AN174 Get Calves Ready for the Long Haul1 Jeffrey N. Carter2 1. This document is AN174, one of a series of the Animal Science Department, Florida Cooperative Extension Service, Institute of Food and Agricultural Sciences, University of Florida. Original publication date August, 2007. Visit the EDIS Web Site at http://edis.ifas.ufl.edu. 2. Carter, J.N., Assistant Professor of Animal Science, North Florida Research and Education Center Marianna, Cooperative Extension Service, Institute of Food and Agricultural Sciences, University of Florida, Gainesville, 32611. The Institute of Food and Agricultural Sciences (IFAS) is an Equal Opportunity Institution authorized to provide research, educational information and other services only to individuals and institutions that function with non-discrimination with respect to race, creed, color, religion, age, disability, sex, sexual orientation, marital status, national origin, political opinions or affiliations. U.S. Department of Agriculture, Cooperative Extension Service, University of Florida, IFAS, Florida A. & M. University Cooperative Extension Program, and Boards of County Commissioners Cooperating. Larry Arrington, Dean Transporting beef calves post weaning to a feedlot facility is quite stressful. Short-term but significant reductions in feed and water intakes can result. Data compiled in Texas feed yards over seven years showed that healthy cattle consumed more feed during the first seven, 28, and 56 days after arrival than their non-healthy counterparts. When feed intakes are low, i.e., less than one percent of body weight, it is nearly impossible to formulate any kind of diet that will adequately meet animal requirements. However, transport-stressed calves will, when given a choice, consume greater quantities of high-energy diets and diets that are higher in concentrates than their unstressed mates. Normal levels of dry matter intake will not be observed until sometime during the third week after arrival which indicates that a 21-day receiving period is optimal. Although stress can be induced rapidly, it does not go away as quickly. The known stress hormone cortisol has been shown to remain persistently elevated in cattle for up to three weeks after they arrive in the feedlot. Mother Nature can also provide some additional challenges that affect calf performance after arrival, especially when calves experience complete environmental changes as they are likely to do when they are moved from the sub-tropical climate of Florida to more arid regions of the Texas and Oklahoma panhandles and southwest Kansas. It is clear that the nutritional status of the calf prior to transport can be significant with respect to its ability to resist disease-causing agents. An animal's response to therapeutic treatment, when treatment is necessary, may also be influenced by its previous and current nutritional status. Whether ownership is retained or calves are sold outright at weaning, preconditioning for as few as seven to fourteen days will likely improve the value of calves to a greater extent than the incremental cost of backgrounding. The improved value may come in various forms including recovery of some weight lost during weaning, or better performance and health of calves on arrival which can be very beneficial, since it can lead to a better perception of a particular herd's overall management. The improvement in performance after arrival may be a bargaining tool and increase competition for the calf crop in subsequent years. According to data compiled in the development of the Texas Value Added Calf Management Program (TEX-VAC), calves that were handled according to program guidelines were worth a premium on the market of $2.00 to $6.00 per hundred pounds (cwt.).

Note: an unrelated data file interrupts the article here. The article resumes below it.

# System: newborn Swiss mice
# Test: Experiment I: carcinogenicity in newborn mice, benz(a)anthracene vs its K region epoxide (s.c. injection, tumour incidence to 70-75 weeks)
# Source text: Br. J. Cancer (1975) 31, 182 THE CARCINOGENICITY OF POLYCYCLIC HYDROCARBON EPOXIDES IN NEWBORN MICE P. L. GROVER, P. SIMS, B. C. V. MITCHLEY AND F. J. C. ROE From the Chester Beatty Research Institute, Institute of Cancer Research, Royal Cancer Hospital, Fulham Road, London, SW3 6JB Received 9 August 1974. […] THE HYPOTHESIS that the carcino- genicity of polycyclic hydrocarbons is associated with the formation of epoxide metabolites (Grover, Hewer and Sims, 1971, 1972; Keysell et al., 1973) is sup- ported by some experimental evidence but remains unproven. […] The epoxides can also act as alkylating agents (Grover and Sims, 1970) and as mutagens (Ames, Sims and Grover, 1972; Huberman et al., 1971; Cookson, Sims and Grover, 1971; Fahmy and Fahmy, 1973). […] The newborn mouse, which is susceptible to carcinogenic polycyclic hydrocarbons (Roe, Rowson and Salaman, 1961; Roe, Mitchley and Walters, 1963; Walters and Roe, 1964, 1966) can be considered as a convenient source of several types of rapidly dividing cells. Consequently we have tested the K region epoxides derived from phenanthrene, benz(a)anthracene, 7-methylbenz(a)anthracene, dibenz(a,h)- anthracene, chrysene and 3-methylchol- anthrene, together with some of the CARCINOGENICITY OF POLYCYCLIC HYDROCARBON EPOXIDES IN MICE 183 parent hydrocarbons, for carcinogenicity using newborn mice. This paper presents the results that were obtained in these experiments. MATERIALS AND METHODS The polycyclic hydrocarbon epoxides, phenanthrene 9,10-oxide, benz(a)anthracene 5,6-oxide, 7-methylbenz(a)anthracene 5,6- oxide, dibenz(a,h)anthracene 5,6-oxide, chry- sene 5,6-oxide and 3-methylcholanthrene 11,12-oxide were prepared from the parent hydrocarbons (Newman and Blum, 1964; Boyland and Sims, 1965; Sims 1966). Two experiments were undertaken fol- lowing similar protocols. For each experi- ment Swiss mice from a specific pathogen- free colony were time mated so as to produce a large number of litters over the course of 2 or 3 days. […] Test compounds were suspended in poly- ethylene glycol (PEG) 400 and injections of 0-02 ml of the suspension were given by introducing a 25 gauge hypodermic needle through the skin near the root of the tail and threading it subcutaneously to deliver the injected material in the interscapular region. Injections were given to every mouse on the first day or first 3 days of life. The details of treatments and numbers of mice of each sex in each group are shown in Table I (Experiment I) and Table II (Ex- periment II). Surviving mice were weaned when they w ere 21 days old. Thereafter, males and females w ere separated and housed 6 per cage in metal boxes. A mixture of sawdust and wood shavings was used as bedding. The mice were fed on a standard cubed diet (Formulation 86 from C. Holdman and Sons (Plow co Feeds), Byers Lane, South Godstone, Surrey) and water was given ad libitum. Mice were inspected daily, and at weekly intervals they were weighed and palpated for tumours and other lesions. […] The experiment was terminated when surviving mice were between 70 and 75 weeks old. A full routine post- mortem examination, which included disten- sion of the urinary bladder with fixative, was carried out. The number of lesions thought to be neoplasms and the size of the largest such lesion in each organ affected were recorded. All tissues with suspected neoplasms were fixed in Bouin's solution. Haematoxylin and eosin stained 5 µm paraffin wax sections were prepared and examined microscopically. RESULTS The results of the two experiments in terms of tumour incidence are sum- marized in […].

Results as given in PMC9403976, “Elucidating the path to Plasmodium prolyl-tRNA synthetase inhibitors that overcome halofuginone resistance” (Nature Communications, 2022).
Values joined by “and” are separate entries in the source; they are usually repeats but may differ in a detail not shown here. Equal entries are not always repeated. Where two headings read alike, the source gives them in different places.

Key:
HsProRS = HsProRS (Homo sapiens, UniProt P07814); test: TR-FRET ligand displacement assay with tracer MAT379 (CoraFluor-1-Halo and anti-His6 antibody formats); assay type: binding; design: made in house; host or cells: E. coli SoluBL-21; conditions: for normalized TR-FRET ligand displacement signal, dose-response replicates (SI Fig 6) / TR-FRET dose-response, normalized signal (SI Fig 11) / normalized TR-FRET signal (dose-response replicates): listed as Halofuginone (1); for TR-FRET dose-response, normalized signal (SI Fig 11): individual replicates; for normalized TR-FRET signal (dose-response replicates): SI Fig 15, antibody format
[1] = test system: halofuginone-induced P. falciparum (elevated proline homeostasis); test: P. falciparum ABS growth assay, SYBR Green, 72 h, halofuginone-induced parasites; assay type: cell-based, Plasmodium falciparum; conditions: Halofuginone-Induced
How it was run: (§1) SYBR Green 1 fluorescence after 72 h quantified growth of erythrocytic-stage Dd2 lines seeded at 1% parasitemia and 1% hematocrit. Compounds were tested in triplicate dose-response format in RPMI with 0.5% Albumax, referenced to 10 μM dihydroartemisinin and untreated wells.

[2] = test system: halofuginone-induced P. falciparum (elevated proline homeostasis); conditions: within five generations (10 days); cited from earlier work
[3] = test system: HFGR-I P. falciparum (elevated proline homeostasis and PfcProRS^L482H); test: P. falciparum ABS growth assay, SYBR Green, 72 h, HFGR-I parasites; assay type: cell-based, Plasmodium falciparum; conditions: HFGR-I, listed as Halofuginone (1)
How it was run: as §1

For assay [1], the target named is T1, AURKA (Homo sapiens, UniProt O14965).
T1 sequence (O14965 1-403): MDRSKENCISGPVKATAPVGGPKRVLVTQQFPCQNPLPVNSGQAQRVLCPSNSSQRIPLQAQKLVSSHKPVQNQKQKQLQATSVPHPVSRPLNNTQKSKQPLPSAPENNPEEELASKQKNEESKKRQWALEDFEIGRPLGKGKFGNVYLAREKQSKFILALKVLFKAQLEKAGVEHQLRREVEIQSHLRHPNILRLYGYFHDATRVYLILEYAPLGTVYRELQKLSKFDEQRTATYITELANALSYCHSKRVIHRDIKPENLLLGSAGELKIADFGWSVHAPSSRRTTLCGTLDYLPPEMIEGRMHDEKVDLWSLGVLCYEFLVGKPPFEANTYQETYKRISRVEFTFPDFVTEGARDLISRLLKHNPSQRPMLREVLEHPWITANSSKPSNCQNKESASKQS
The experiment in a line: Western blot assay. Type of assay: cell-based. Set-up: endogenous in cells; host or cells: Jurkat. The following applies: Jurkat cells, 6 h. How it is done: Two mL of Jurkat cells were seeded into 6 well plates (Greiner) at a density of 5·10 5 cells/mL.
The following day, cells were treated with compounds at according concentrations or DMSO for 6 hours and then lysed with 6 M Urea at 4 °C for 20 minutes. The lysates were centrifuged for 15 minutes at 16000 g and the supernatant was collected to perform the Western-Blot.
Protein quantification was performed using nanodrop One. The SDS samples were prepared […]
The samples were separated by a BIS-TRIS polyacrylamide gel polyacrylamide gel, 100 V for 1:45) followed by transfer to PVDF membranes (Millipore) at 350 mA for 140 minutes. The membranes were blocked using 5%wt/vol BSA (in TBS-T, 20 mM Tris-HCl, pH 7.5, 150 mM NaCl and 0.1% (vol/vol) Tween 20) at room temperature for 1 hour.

Get Calves Ready for the Long Haul 2 Ultimately, the components of a preconditioning program may be rather variable depending on ranch goals, available labor, available equipment, etc. However, in order to optimize performance, health, and ranch reputation, calves should be weaned and well rested before transport (or sale), in good body and nutritional condition, and adequately vaccinated (work with a veterinarian to develop an appropriate vaccination program). Calves should also be trained to eat from a bunk or feeder and be able to recognize automatic water basins. Following is a table displaying recommended nutrient concentrations of a post-weaning, preconditioning diet. Table 1. Suggested nutrient concentrations in a pre-conditioning diet for beef calves1 Daily nutrient intake (550 lb calf)2 Nutrient Unit Range Unit 0-7 days 0-14 days Dry matter3 % 80.0 85.0 lb 8.54 10.46 Crude protein% 12.5 14.5 lb 1.06 1.23 1.31 1.52 NEm Mcal/kg 1.3 1.6 Mcal 4.84 4.84 NEg Mcal/kg 0.8 0.9 Mcal0.01 0.8 0.6 1.6 Calcium % 0.6 0.8 G 23.0 31.0 29.0 38.0 Phosphorus % 0.4 0.5 G 16.0 19.0 19.0 24.0 Potassium % 1.2 1.4 G 47.0 54.0 57.0 67.0 Magnesium % 0.2 0.3 G 8.0 12.0 10.0 14.0 Sodium % 02. 0.3 G 8.0 12.0 10.0 14.0 Vitamin A IU/kg4,000.0 6,000.0IU15,500.0 23,250.019,000.0 28,500.0 Vitamin E IU/kg400.0 500.0IU 97.0 291.0 119.0 356.0 1Adapted from Nutrient Requirements of Beef Cattle (NRC), 7th Rev. Ed., 1996 2Intake levels are based on DMI of 1.55% for day 0 through 7, and DMI of 1.90% for days 0 through 14. 3Dry matter is not a nutrient, but an important part of this representation.